Ditch the Car, Grab a Bike; New Study Demonstrates the Health Benefits of Cycling
Urban centers have long struggled with air quality issues and the growing congestion of city streets. New research suggests that expanding their biking infrastructure would help cities address those concerns while also improving public health.
The study, conducted in Europe, demonstrated the advantages of biking over other transportation choices. Researchers found that city residents who regularly used bikes to get around benefited both physically and mentally.
In the study, led by the Barcelona Institute for Global Health (ISGlobal), researchers compared various transportation choices including cars, motorbikes, public transport, bikes, and walking. They then questioned 8,000 people in seven European cities about their transportation experiences.
Environment International: The findings, published in Environment International, show that cycling yielded the best results in every analysis. Bicycles were associated with better self-perceived general health, better mental health, greater vitality, lower self-perceived stress and fewer feelings of loneliness. The second most beneficial transport mode, walking, was associated with good self-perceived general health, greater vitality, and more contact with friends and/or family.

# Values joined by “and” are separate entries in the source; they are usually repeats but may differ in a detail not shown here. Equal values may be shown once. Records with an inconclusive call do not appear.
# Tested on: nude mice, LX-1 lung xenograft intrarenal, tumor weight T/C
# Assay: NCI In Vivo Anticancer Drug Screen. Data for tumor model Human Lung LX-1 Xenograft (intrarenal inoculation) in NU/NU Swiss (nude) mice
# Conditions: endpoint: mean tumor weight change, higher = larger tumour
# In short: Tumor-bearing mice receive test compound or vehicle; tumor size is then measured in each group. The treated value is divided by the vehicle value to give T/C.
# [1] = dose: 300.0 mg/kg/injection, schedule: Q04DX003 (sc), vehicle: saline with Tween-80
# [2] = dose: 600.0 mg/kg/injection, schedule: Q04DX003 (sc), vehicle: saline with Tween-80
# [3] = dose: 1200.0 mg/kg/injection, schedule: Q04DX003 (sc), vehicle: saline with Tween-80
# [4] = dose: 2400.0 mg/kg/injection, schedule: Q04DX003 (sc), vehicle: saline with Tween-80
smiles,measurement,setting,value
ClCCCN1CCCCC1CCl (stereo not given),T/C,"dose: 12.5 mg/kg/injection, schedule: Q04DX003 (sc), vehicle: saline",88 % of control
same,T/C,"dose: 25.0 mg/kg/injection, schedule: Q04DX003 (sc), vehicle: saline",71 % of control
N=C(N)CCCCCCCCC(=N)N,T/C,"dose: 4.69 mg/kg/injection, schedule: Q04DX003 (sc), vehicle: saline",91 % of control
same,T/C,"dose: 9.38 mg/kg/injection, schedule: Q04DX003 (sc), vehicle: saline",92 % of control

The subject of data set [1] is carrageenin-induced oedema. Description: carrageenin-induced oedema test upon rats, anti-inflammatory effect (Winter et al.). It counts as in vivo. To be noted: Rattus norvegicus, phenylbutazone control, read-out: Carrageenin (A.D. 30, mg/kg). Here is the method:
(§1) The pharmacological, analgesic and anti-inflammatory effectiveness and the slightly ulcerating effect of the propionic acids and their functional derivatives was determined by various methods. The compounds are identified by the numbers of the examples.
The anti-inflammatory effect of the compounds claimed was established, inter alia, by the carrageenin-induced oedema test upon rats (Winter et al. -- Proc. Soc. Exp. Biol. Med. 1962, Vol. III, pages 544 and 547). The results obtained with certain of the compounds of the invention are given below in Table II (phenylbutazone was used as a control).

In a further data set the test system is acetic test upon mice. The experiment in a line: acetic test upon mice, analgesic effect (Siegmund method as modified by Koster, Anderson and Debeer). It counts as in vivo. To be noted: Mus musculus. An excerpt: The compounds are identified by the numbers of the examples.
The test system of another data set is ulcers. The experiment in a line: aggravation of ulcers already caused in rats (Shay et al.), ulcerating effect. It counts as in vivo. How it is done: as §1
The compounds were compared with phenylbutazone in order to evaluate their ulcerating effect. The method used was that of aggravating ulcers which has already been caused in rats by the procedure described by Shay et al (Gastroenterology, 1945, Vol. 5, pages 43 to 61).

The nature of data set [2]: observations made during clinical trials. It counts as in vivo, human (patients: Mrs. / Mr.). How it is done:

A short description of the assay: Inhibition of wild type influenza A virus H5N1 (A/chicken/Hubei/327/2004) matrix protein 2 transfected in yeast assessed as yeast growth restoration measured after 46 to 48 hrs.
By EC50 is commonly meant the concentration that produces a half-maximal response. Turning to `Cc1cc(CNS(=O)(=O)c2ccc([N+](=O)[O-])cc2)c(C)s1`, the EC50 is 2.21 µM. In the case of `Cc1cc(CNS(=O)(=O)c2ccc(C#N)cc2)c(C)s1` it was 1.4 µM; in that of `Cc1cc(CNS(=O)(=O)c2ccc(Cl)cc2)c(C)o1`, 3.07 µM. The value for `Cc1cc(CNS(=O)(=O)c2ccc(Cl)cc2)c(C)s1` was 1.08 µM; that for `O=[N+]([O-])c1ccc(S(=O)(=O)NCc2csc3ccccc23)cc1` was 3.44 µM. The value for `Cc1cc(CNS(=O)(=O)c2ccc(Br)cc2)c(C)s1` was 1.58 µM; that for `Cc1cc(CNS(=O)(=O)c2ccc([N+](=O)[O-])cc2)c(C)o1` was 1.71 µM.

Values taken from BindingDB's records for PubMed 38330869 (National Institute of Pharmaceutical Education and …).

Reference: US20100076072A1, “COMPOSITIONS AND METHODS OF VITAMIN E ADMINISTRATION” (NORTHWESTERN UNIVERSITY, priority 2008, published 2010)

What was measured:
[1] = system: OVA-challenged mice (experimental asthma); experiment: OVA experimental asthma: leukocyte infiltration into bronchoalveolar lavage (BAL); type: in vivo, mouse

IS Global: Mark Nieuwenhuijsen, coordinator of the study and director of the Urban Planning, Environment and Health Initiative at ISGlobal, commented: “Transport is not just a matter of mobility; it also has to do with public health and the well-being of the population.” The study’s findings, he noted, show yet again that “an integrated approach to urban planning, transport planning and public health is needed in order to develop policies that promote active transport, such as adding more segregated cycle lanes in Barcelona, which are transforming the city into a better environment for cyclists.
This study reinforces earlier research which demonstrated the health benefits of biking.
IS Global: "One study found that cyclists have a lower body mass index than non-cyclists, and another suggested that as many as 10,000 deaths could be prevented by expanding cycling networks in European cities."